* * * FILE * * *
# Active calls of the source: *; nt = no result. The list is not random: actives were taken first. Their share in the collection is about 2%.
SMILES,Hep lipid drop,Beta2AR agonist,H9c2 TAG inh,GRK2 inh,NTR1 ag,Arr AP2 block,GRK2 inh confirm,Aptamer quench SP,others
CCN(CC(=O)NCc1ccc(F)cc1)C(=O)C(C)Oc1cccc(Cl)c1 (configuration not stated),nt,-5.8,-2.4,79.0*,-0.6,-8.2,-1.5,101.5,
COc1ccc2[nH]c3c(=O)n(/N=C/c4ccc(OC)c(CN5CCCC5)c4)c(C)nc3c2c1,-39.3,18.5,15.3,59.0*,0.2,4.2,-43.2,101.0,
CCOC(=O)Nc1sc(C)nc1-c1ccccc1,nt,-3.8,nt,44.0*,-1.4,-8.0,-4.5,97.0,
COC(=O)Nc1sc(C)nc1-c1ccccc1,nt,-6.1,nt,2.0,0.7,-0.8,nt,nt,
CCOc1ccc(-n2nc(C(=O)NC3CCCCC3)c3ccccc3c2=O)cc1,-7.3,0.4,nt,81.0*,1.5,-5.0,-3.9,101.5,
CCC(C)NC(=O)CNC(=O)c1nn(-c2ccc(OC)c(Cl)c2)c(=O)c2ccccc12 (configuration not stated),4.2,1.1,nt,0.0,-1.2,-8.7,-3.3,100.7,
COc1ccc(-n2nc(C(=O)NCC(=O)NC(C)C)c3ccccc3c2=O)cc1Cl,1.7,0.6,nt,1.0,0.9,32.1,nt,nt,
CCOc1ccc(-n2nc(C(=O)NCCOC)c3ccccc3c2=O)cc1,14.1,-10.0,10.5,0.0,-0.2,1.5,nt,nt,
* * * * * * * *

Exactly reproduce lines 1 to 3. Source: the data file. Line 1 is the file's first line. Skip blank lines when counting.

# Active calls of the source: *; nt = no result. The list is not random: actives were taken first. Their share in the collection is about 2%.
SMILES,Hep lipid drop,Beta2AR agonist,H9c2 TAG inh,GRK2 inh,NTR1 ag,Arr AP2 block,GRK2 inh confirm,Aptamer quench SP,others
CCN(CC(=O)NCc1ccc(F)cc1)C(=O)C(C)Oc1cccc(Cl)c1 (configuration not stated),nt,-5.8,-2.4,79.0*,-0.6,-8.2,-1.5,101.5,